Annual State of the Residential Mortgage Market in Canada – CAAMP (Part 1)

The Canadian Association of Accredited Mortgage Professionals (CAAMP) in its most recent annual report of the Residential Mortgage market in Canada (Nov 2011) provided an interesting outlook on three different topics:

  1. Consumer opinions on several issues related to housing and mortgages
  2. Consumer choices in the mortgage market and satisfaction level
  3. Outlook for the housing and Mortgage markets

The synopsis of this report will be presented in a series of three articles. This first part will start with a summary of the consumer responses to topical question related to housing and mortgages (topic No.1).

The data used for this report was obtained through an online survey to 2,000 Canadians, including home owners who have mortgages, renters, home owners without debt on their properties, and others that are not responsible for mortgage payments or rents. The consumers were asked to what extent they agree or disagree with various statements, on a 10-point scale; a response of 10 meaning they agree completely and 1 meaning total disagreement.

Most important findings were:

  • The statement that found the highest degree of agreement is that “as a whole, Canadians have too much debt”. This, coincidentally or not, has been asserted repeatedly by senior government officials and other voices in the news media.
  • There is also a high degree of agreement that “low interest rates have meant that a lot of Canadians became homeowners over the past few years who should probably not be homeowners”.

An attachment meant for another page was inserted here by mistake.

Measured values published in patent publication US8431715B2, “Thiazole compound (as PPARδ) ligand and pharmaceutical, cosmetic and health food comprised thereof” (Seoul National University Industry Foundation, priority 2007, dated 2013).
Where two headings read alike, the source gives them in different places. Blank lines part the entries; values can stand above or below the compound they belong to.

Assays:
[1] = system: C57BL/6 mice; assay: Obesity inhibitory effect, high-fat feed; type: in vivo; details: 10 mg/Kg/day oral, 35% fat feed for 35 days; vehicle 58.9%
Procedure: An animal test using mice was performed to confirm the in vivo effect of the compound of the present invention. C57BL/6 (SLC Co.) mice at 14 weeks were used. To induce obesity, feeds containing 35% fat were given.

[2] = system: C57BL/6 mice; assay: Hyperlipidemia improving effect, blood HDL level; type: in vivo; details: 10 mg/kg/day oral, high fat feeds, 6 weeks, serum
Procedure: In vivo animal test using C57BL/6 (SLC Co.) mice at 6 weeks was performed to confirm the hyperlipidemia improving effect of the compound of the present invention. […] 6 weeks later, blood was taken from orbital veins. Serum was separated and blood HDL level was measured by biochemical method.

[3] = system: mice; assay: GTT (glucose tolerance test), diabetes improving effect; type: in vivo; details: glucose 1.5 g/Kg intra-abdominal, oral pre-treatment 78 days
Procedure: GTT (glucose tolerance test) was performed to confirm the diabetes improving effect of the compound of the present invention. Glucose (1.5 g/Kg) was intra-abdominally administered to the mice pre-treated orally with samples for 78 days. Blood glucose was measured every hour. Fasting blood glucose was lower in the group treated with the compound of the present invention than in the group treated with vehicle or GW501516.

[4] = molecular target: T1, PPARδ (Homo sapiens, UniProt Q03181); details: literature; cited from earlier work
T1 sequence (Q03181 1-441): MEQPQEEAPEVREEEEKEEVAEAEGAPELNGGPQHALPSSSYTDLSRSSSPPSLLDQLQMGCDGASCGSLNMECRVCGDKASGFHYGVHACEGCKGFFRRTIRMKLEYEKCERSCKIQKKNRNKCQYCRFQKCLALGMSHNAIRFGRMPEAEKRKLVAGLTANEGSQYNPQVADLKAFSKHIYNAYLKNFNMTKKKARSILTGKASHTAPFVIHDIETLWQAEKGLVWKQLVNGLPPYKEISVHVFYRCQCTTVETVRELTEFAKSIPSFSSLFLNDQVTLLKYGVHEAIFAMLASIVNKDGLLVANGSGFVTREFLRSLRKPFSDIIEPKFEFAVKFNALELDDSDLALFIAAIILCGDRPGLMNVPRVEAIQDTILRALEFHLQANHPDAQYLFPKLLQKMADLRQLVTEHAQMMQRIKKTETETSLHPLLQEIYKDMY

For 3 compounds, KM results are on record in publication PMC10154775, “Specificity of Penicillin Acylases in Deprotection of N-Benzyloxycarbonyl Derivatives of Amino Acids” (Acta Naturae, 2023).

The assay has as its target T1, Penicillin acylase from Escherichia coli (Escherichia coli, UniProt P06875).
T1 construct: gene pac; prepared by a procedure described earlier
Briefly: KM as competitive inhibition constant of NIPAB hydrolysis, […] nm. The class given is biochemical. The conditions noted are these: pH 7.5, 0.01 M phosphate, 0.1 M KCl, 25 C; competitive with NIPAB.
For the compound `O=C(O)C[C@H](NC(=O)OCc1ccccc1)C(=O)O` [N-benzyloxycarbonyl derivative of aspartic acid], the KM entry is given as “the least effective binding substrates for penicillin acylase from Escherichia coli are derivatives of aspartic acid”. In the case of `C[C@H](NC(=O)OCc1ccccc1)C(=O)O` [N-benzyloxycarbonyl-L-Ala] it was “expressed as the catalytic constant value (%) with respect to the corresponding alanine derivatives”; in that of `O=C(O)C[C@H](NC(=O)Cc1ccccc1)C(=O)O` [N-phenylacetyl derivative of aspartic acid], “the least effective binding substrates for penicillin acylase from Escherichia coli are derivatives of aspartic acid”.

• There is a widespread opinion that “real state in Canada is a good long-term investment” and that “mortgage debt is good debt”.
  • Very few agreed on the statement “I regret taking on the size of mortgage I did” and most believe that they have been responsible on the amount of debt they have assumed. It seems that prudence rules the land.
  • Data on mortgage arrears indicates that there are very few Canadians who are not meeting their mortgage obligations and estimates developed in the report indicate that a vast majority of Canadian mortgage borrowers are well positioned to deal with potential increases of mortgage rates. Moreover, they are acting aggressively to pay off their mortgages, considerably more rapidly than they are required to.
  • Other topics asked that reported more neutral opinions were:
    • Canada’s housing market is in a “bubble”
    • I am concerned about a downturn in Canada’s housing market in the next year
    • Canada’s superior banking system will shelter us from significant downturns like the one experienced in the US
    • House prices in my community are at reasonable level
    • I am optimistic about the economy in the coming 12 months
    • I am delaying my retirement until my mortgage is paid off

The next article of this series will cover the findings of the survey in relation to what consumers think about the choices available in the mortgage market and their levels of satisfaction.

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